essentially transferring its search market share. With volumes
looking unexciting and pricing under pressure from programmatic
buying, the core business is under some pressure. Additionally,
there is some uncertainty about the amount its Alibaba holdings
will yield, which is keeping the shares range bound. CEO Mayer's
initiatives are not contributing materially to results just yet.
Expedia doesn't have the growth issues that Yahoo does, but the
company is seeing growing competition from Priceline in North
America, a region it has always dominated. Priceline has taken a
very aggressive approach to build market share here and this is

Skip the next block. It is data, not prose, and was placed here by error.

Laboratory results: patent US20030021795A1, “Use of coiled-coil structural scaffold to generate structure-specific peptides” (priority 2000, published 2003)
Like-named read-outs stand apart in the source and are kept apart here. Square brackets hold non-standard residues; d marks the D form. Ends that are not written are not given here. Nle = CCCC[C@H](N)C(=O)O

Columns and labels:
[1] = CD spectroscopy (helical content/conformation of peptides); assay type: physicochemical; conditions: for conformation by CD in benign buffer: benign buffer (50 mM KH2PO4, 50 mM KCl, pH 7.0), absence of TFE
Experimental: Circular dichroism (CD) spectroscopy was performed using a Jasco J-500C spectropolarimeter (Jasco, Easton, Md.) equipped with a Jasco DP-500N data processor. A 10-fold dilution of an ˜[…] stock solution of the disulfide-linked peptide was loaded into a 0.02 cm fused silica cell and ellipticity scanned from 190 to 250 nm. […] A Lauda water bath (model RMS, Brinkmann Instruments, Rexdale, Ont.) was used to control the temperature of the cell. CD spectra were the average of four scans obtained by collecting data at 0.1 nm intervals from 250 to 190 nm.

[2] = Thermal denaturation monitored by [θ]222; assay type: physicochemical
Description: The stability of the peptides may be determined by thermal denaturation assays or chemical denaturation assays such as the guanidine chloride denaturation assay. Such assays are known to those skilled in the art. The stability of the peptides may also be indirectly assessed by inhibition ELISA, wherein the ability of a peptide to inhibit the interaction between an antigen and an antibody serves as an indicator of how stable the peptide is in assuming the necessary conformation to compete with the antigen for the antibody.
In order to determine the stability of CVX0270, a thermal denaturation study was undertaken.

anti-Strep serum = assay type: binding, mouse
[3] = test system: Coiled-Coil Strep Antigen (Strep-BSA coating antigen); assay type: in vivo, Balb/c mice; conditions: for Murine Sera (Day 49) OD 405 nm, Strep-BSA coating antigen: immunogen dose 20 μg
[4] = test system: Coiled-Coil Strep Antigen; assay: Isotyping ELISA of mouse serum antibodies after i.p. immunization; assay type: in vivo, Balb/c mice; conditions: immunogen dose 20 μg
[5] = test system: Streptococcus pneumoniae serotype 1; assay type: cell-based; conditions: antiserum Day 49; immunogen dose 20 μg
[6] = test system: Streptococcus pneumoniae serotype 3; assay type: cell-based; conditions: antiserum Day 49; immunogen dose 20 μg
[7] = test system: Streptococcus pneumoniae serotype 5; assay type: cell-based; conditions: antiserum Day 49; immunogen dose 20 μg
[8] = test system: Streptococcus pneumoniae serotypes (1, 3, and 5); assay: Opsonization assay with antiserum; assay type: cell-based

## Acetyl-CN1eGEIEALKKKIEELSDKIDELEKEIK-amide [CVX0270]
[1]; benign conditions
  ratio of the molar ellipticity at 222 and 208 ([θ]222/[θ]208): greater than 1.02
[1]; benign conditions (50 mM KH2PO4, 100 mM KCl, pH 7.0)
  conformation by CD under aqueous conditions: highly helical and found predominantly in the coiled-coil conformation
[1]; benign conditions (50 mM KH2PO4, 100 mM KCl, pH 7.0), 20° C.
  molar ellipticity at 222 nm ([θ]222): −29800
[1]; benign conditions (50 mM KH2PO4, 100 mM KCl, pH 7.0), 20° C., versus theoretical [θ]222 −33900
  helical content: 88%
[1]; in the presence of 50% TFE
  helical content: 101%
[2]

forcing Expedia to step up marketing costs.
Chinese travel company Ctrip is seeing tremendous growth fueled by
a growing middle class and increased consumerism in China, the
shift from traditional to online media for booking travel and
increased mobile usage. However, we are unable to recommend the
shares because it is currently in investment mode to build position
in the super-competitive Chinese market and has also bought
ToursForFun a U.S. OTA to tap growth in the region.
Similar is the case with
), the dominant search engine company of China. Baidu is the Google
of China with tremendous opportunities. The company has been
investing in the business to build a position in the mobile and
video segments and the company is already seeing growing
monetization on mobile. While integration of recent acquisitions
and investment considerations could be a slight headwind in the
next few quarters, the company is clearly moving in the right